In a world dominated by Canon and Nikon, should you or should you not consider a Sony camera body? Two things need to be taken in consideration:
- the choice of lenses that can be used with it
- the quality of the body itself
I'll discuss those below, note that my experience is from an Sony a55 body, this one not being out on the market yet.
Let's have a look at the body features first, knowing that it would costing a very gentle 699$:
- full time continuous AF in video
- 12 FPS (more than a D4...)
- full HD video at 60FPS
- no need to mention that all sensors in Nikon cameras are Sony made...
That sounds hot on the paper doesn't it? However, there's a reason why Sony hasn't had a real shot at this market.Their bodies are far away from flawless:
- ergonomics: hello where are the buttons when you need them?
- built quality is no match to Nikon
- as in music equipment where Sony stuff sounds "cold and electric", Sony imaging equipment looks blue. I don't know why they do it, but it's a tiny bit blueish.
You heard me, this Alpha 57 has to come with serious series of improvement over it's predecessors to be a possible choice for me. However ready the announcement, it's pretty clear: none of it seems to be addressed to photographers. None of the key features of an actual camera are mentioned. It's all about FPS, big numbers etc.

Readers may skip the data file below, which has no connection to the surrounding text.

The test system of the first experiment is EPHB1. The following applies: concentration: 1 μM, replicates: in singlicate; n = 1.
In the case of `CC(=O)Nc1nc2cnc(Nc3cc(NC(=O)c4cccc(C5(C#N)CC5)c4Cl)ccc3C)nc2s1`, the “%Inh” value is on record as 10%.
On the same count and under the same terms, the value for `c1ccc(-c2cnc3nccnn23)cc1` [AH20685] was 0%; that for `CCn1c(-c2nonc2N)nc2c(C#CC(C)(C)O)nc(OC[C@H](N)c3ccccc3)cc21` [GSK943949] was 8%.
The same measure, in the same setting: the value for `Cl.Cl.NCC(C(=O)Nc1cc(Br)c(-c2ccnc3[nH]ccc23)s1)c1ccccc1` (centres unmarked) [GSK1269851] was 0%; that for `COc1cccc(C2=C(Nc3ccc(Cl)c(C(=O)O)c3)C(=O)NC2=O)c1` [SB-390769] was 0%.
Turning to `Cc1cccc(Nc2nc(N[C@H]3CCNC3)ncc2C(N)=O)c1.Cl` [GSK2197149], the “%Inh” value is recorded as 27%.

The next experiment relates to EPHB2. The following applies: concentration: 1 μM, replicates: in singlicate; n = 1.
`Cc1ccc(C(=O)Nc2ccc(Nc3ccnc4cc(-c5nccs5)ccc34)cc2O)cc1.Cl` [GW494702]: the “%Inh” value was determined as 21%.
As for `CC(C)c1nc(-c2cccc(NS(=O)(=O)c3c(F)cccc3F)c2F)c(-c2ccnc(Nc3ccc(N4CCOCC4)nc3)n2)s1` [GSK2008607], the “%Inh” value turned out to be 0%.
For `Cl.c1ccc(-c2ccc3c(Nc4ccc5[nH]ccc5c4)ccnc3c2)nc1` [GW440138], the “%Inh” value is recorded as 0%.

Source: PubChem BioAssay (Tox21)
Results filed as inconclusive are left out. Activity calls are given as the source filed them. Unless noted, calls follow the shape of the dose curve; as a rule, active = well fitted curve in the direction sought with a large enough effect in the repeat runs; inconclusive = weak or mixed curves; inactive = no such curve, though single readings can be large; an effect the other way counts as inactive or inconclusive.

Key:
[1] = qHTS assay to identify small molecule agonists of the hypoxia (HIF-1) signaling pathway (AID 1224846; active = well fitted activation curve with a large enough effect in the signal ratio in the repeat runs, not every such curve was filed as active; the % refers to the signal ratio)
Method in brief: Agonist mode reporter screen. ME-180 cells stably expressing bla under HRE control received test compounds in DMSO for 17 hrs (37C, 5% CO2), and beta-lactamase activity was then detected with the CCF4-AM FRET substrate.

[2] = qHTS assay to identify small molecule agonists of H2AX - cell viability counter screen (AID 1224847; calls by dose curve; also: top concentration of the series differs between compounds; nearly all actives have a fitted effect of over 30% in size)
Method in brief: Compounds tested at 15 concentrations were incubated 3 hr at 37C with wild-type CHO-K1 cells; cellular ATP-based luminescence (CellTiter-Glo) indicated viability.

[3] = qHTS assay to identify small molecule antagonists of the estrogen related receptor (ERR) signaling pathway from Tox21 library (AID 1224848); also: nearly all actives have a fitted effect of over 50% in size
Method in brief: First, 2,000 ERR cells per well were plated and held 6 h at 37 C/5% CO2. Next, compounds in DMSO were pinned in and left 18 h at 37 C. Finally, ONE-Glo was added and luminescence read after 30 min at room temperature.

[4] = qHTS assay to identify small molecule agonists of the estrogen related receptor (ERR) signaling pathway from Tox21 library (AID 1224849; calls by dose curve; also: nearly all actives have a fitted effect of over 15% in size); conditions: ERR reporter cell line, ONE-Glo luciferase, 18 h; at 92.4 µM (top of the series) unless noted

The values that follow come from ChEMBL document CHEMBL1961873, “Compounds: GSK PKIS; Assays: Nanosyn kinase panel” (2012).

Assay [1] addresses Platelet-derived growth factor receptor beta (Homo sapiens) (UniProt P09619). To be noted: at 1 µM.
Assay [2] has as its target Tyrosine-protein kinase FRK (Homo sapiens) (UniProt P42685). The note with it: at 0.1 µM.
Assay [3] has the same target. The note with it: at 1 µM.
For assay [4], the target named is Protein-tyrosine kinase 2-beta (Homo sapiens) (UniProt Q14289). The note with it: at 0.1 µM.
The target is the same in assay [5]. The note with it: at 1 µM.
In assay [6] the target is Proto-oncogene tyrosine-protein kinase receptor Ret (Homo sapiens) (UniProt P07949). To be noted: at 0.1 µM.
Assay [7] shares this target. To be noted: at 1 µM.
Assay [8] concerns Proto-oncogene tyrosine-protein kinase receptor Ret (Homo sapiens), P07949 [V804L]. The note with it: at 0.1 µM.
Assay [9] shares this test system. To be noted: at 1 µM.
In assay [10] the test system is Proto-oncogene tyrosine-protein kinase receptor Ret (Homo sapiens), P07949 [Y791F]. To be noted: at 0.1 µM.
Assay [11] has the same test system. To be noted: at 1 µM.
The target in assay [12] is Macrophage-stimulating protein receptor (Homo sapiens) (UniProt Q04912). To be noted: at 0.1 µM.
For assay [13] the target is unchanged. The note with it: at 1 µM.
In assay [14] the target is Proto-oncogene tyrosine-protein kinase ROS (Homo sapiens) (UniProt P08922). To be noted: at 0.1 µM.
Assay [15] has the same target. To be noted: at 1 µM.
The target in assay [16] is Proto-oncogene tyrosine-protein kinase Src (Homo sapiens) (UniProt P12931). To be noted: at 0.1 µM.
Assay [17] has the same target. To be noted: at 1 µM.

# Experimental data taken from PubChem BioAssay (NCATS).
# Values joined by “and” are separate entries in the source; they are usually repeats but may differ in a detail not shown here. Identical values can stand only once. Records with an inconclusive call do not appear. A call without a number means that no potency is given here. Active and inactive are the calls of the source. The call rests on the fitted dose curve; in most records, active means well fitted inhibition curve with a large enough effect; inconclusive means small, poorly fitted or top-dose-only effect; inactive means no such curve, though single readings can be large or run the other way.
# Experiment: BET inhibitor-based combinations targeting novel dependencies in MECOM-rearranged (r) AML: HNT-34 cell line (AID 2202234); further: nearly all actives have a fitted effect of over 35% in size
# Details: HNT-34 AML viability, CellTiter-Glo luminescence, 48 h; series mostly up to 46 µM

Now let's throw an eye at the lenses.
What lenses? I counted 25 lenses available when there are about 100 and more for Nikon and Canon. That's without all the historical older lenses, from Nikon in particular, that will still work on your modern camera.
You will tell me: "yeah but we only need 10 great lenses to cover most needs". And yes you are right, so does Sony provide them? NO
- All the classic pieces such as 35mm or 50mm 1.4 are either average or poor performing. Bokeh looks bad (angry actually), sharpness drops under f2 etc.
- Some good piece from Zeiss, but they are way to expensive to make any sense on that camera body and budget wise.
You already know what my final word is: Sony is today not a serious competitor to Canon and Nikon. If you truly want to invest in a DSLR system looking for top level image quality, go for one of the big 2.
When you'll want to upgrade to maybe a more premium Nikon, you'll be happy you can keep your lenses from the first purchase, and not have to resell all you Sony stuff at a very low price.
Last word: you might have Sony stuff and be happy with it. Don't change your mind because you read that. The best camera is the one that allows you to create what you want. If it does, be happy :)